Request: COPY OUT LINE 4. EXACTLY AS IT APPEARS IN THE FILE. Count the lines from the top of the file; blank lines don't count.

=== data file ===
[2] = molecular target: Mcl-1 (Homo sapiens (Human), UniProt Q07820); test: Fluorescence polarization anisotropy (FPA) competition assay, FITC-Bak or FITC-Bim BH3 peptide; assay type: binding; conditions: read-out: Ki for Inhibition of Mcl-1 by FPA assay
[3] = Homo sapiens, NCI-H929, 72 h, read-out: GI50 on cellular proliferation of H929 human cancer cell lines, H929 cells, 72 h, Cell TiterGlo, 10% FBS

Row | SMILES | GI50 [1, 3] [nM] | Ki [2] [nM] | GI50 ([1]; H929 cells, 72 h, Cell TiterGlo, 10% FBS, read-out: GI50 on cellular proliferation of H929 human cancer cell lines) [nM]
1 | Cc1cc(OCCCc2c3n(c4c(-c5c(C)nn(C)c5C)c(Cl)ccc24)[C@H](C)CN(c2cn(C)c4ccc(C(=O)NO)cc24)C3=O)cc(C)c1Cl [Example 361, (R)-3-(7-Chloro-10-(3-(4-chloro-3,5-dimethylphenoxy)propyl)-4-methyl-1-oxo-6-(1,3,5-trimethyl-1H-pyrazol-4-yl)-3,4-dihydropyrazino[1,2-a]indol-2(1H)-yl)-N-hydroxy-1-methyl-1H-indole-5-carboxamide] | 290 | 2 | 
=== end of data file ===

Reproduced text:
1 | Cc1cc(OCCCc2c3n(c4c(-c5c(C)nn(C)c5C)c(Cl)ccc24)[C@H](C)CN(c2cn(C)c4ccc(C(=O)NO)cc24)C3=O)cc(C)c1Cl [Example 361, (R)-3-(7-Chloro-10-(3-(4-chloro-3,5-dimethylphenoxy)propyl)-4-methyl-1-oxo-6-(1,3,5-trimethyl-1H-pyrazol-4-yl)-3,4-dihydropyrazino[1,2-a]indol-2(1H)-yl)-N-hydroxy-1-methyl-1H-indole-5-carboxamide] | 290 | 2 | 